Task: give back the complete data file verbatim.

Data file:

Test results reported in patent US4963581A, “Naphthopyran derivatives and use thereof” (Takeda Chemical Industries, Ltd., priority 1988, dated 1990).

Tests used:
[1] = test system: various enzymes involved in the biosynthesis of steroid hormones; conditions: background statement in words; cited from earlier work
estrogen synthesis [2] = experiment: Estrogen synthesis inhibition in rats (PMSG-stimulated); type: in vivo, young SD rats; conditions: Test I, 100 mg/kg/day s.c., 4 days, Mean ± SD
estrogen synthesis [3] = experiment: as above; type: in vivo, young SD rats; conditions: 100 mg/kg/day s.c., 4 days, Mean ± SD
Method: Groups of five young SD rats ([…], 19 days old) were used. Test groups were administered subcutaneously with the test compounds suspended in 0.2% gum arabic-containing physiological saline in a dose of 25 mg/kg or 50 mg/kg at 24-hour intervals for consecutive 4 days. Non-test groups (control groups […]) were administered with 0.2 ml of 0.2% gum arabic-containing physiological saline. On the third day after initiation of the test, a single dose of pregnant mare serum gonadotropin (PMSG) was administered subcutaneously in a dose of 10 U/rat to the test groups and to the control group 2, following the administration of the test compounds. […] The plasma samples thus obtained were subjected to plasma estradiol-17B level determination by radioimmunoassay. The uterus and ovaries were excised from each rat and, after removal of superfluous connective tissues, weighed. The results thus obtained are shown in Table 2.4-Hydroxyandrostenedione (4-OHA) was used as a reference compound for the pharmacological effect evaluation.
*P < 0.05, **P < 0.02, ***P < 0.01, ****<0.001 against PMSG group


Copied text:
Test results reported in patent US4963581A, “Naphthopyran derivatives and use thereof” (Takeda Chemical Industries, Ltd., priority 1988, dated 1990).

Tests used:
[1] = test system: various enzymes involved in the biosynthesis of steroid hormones; conditions: background statement in words; cited from earlier work
estrogen synthesis [2] = experiment: Estrogen synthesis inhibition in rats (PMSG-stimulated); type: in vivo, young SD rats; conditions: Test I, 100 mg/kg/day s.c., 4 days, Mean ± SD
estrogen synthesis [3] = experiment: as above; type: in vivo, young SD rats; conditions: 100 mg/kg/day s.c., 4 days, Mean ± SD
Method: Groups of five young SD rats ([…], 19 days old) were used. Test groups were administered subcutaneously with the test compounds suspended in 0.2% gum arabic-containing physiological saline in a dose of 25 mg/kg or 50 mg/kg at 24-hour intervals for consecutive 4 days. Non-test groups (control groups […]) were administered with 0.2 ml of 0.2% gum arabic-containing physiological saline. On the third day after initiation of the test, a single dose of pregnant mare serum gonadotropin (PMSG) was administered subcutaneously in a dose of 10 U/rat to the test groups and to the control group 2, following the administration of the test compounds. […] The plasma samples thus obtained were subjected to plasma estradiol-17B level determination by radioimmunoassay. The uterus and ovaries were excised from each rat and, after removal of superfluous connective tissues, weighed. The results thus obtained are shown in Table 2.4-Hydroxyandrostenedione (4-OHA) was used as a reference compound for the pharmacological effect evaluation.
*P < 0.05, **P < 0.02, ***P < 0.01, ****<0.001 against PMSG group